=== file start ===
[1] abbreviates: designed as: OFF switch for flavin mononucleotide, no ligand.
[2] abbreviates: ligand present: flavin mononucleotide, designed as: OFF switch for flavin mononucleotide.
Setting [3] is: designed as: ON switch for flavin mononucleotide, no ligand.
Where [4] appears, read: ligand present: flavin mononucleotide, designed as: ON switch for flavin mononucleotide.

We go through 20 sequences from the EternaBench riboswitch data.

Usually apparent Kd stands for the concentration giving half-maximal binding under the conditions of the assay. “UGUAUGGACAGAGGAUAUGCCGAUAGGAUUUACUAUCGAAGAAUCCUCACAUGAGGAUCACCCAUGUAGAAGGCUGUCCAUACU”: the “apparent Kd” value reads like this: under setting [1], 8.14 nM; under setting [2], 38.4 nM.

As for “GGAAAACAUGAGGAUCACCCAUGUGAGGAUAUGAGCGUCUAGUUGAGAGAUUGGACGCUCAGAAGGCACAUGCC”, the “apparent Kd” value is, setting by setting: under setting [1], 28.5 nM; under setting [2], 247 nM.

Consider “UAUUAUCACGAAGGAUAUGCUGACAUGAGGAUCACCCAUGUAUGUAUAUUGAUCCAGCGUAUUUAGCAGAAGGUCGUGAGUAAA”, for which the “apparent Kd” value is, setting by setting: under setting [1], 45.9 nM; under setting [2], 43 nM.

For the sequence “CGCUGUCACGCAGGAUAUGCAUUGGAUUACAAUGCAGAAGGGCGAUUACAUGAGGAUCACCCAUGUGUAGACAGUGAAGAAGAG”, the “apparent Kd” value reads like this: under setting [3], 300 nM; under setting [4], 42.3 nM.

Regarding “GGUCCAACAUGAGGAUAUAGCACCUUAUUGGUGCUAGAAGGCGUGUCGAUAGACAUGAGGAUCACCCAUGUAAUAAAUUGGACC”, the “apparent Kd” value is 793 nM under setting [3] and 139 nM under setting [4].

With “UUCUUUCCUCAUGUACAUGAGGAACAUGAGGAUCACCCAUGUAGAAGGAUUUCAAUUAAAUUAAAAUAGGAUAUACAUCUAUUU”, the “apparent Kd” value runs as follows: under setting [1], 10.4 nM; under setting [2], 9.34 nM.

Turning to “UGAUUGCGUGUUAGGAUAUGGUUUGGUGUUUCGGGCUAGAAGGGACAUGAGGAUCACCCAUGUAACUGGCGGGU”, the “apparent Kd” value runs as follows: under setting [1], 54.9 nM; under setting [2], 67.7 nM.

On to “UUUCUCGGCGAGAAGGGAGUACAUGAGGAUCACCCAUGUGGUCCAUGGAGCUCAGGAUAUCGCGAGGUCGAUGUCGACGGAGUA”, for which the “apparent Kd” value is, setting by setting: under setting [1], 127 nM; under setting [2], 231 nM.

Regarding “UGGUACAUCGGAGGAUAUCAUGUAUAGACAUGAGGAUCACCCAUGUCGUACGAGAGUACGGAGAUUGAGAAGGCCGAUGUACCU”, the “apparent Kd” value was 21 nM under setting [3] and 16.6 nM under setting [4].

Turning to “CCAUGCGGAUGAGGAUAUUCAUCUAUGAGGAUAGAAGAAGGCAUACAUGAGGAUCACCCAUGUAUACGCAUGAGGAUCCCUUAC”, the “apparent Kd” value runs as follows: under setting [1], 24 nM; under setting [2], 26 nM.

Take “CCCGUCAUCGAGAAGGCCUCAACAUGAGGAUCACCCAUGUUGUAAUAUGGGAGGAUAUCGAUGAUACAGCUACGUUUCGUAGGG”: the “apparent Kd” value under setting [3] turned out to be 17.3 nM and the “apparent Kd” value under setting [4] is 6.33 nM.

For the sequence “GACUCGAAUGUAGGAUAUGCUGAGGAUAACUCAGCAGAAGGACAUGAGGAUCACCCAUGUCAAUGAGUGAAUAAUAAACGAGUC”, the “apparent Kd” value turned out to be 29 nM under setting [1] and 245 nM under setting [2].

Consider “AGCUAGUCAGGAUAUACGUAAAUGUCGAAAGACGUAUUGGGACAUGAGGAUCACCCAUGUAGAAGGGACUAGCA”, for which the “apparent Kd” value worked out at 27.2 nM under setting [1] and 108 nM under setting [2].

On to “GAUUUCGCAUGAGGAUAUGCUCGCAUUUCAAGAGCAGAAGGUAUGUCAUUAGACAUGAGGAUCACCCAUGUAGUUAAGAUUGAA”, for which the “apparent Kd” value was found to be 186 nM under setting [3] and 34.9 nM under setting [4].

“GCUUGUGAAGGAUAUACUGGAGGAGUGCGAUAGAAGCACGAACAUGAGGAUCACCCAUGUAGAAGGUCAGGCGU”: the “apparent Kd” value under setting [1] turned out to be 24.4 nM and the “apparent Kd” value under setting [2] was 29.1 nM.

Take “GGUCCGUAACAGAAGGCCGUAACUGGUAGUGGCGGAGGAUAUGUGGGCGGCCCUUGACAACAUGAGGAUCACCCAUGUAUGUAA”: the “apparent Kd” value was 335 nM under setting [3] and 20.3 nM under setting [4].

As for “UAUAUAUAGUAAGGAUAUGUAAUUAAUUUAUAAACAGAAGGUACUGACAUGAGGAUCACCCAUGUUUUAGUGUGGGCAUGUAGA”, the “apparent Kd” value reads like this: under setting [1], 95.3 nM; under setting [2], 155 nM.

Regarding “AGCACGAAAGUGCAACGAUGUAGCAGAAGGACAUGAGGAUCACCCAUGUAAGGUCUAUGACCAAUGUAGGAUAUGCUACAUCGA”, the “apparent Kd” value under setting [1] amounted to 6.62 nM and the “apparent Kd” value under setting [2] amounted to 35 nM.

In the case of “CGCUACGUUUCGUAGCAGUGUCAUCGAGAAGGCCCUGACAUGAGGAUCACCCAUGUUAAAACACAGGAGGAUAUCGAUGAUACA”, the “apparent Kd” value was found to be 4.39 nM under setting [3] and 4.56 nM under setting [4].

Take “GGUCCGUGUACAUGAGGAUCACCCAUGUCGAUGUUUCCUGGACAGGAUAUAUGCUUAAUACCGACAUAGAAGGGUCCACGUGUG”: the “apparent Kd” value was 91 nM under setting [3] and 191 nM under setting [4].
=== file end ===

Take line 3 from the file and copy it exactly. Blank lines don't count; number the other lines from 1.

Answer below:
Setting [3] is: designed as: ON switch for flavin mononucleotide, no ligand.